Haiti National Clean Water, Sanitation and Hygiene (HANWASH)

Dr. Omar Keith Helferich,  who works with HANWASH on sustainability, gave a quick overview of the current conditions in Haiti. The political unrest in Haiti is causing challenges, but HANWASH is committed to the goal of bringing clean water, sanitation, and hygiene to every person in Haiti. Dr. Helferich is helping to implement change theory in the program. One of the outcomes of utilizing this approach is that delivery will be performed as a pay-for-service. 

Hope College Global Water Research Institute (GWRI)

GWRI has recently joined HANWASH as a partner. Dr. Helferich introduced Dr. Aaron Best and Dr. Brent Krueger from GWRI to talk about the institute's projects.
Clean water research at Hope College dates back to the 1960s. The GWRI aims to transform health and well-being both globally and locally. The members of the GWRI at Hope come from the biology, chemistry, political science, geology/environment science, theology, and mathematics departments.
The current GWRI initiatives are:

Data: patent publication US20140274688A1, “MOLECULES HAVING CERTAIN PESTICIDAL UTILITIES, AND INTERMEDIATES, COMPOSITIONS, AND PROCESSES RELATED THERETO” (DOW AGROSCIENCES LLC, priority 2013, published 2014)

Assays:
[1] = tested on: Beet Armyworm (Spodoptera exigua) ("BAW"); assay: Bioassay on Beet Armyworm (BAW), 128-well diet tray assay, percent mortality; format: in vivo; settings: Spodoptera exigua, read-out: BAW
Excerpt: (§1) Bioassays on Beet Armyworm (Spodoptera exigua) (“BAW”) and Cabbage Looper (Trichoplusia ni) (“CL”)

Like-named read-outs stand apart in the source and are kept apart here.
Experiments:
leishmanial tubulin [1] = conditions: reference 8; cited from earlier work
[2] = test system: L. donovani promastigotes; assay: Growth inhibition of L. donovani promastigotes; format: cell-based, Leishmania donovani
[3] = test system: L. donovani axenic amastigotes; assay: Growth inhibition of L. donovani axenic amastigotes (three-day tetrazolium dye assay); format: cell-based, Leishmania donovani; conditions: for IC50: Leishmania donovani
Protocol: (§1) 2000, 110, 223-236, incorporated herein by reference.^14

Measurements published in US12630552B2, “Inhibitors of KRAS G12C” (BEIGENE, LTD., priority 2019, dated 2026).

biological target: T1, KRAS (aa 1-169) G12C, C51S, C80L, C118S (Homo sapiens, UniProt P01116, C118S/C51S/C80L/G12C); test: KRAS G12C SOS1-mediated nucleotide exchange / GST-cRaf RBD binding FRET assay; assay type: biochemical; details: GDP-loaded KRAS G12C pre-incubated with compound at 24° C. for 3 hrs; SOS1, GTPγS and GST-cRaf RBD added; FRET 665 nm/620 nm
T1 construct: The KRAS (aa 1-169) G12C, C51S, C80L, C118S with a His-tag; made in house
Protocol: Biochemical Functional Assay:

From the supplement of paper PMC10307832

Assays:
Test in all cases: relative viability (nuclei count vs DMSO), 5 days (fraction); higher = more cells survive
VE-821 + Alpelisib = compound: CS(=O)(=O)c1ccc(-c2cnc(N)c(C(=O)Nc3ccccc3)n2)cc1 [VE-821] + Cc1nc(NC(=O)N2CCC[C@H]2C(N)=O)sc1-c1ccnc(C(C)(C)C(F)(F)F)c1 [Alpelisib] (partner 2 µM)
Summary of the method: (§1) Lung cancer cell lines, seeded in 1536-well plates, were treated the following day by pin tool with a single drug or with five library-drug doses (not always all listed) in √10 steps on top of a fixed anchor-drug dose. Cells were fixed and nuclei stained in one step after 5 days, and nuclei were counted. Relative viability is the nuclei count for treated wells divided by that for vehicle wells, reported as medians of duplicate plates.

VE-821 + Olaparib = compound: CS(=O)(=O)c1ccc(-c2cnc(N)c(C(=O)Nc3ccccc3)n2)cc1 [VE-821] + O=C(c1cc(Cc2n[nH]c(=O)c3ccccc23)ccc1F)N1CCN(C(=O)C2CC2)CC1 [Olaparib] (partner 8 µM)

• Macatawa watershed research includes 7 years of highly detailed data about every aspect of the watershed.
  • Day 1 research program is a program that engages undergraduates in research on fecal and plastic contamination of watersheds.
  • Dune wetlands research.
  • Peat bog investigations on carbon cycle effects.
  • Theological writings on creation care.
  • Waste water monitoring in 9 Michigan counties for COVID and other viral infections.
  • A watershed monitoring project in Northern Lake County, Indiana.
  • Clean water projects in Kiberia, Kenya.
One of the UN millennium goals was to progress in every area of the world on moving toward clean water. This goal is unlikely to be met at the current rate of progress.
Aaron described work in the Dominican Republic (DR) as an example of how a data-driven approach can lead to a better outcome for the people. A non-profit that runs schools in the DR was concerned about the incidence of diarrhea among their students and families. Their question was whether providing clean water to the students during school hours would decrease the incidence of disease. The GWRI did a controlled study where all students got clean water during school hours and some had filtration equipment installed in their homes. There was no statistically significant decrease in diarrhea among those that only had clean water during school hours. Among those that had clean water available all of the time, there was a large decrease. GWRI will bring this methodology to the Rotary HANWASH project.